A: Since we deal with a wide range of stakeholders, from landowners in the rustic Amazon to big corporations buying the carbon credits, it’s important to have skills such as clear communication, active listening, conflict management, team-building, collaboration, people development, creativity, open-mindedness and transparency. It’s also important to have a good understanding of ethics and apply it.
Q: What other teams do you work with closely or rely on to be successful at Carbonext?
A: I work closely with my technical and new project acquisition teams. It is very important for me to be close to these teams since we require projects that will deliver high-quality carbon credits. To make sure a project is successful, these teams need to pay close attention to a project’s additionality as it relates to its methodology as well as the contribution, needs and engagement of the local communities involved in the project.
I also interact with the legal team to closely follow all the due diligence processes and its constant improvements, the technology team so that I can stay up-to-date on new trends and opportunities to scale the business and the financial team because it is extremely important to be financially healthy and show excellence in accounting.
Q: What are some trends you’re seeing in the sustainability space?
A: Sustainability is changing how consumers buy and people work. We are changing the way we interact with nature. This is re-shaping business and creating opportunities for new kinds of businesses, from sustainability consulting companies to technological scale-ups designed to combat climate change, and indeed many new businesses are being founded to cater to the ESG goals. As I mentioned before, this is also creating new jobs, some in the forest sector such as roles that deal with forest development, community engagement and biodiversity.
Q: Who are your role models?
A: One of my role models is Thomas Lovejoy. He is a biologist who spent decades in the Brazilian Amazon. He dedicated his life to putting the Amazon on the international conservation map and was also responsible for popularizing the term "biodiversity". In addition he brought attention to the importance of preservation of the Amazon in the fight for climate change.
He wrote: “Forests continue to disappear — cut and burned into ever smaller patches. This failure challenges all of our climate efforts because unless forests remain standing, the world will never contain global warming.”
Q: What advice would you give to the next generation of women+ starting their careers in this space?
A: You do not have to let your sensibilities as a woman compete with men’s sensibilities. Use your own sensibilities in your favor. Trust your instincts and use this to develop your career.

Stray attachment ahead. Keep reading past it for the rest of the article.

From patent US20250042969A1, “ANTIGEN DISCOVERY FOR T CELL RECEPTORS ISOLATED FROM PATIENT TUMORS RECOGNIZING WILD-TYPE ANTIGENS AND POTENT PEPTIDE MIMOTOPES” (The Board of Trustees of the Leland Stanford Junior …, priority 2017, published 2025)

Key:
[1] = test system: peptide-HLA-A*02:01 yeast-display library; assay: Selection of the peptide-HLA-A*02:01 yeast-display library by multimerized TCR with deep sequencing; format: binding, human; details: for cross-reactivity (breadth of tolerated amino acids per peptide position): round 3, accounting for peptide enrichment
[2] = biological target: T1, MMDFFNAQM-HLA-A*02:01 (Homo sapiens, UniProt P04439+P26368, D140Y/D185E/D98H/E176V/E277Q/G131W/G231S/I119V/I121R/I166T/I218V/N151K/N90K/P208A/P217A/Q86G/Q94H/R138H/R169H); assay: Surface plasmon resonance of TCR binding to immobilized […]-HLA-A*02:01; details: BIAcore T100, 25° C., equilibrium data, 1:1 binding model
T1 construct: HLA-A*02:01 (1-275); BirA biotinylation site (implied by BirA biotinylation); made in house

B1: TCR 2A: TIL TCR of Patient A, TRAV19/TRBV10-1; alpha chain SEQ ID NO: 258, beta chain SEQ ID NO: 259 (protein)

As the book "Women who Run with the Wolves" by Clarissa Pinkola Estés says: "Within every woman there is a wild and natural creature, a powerful force, filled with good instincts, passionate creativity, and ageless knowledge". Let this creature be part of you.
Q: What can organizations do to hire, retain, promote and empower more women+ in the sustainability space?
A: First of all, women should have a voice within an organization and should be heard. Organizations should hire women for management positions and give recognition to her ideas by making sure the whole organization acknowledges that the ideas were hers.
At Carbonext, we have 50% women on staff and we encourage more women to take on leadership roles. We also have policies in place to empower women. We have an “equal pay for equal work experience” policy that helps to address gender and racial discrimination. In addition, we have a policy that states there shouldn’t be a difference of more than 14% between the lowest and the highest paid staff member, including our C-suite leaders. This ensures a lower difference in salaries throughout the company.
Q: What do you think about the role of women+ in the sustainability sector and averting the climate crisis?
A: Pursue happiness. If you do so, your journey is going to be so much fun and filled with great memories and achievements.
It also helps to be aware of the greatness you’re developing. You’re going to construct a better world. It’s not easy but it will be worth it.
And again, as always, learn to listen to your inner voice, your women’s instincts. Don’t suppress it, use it.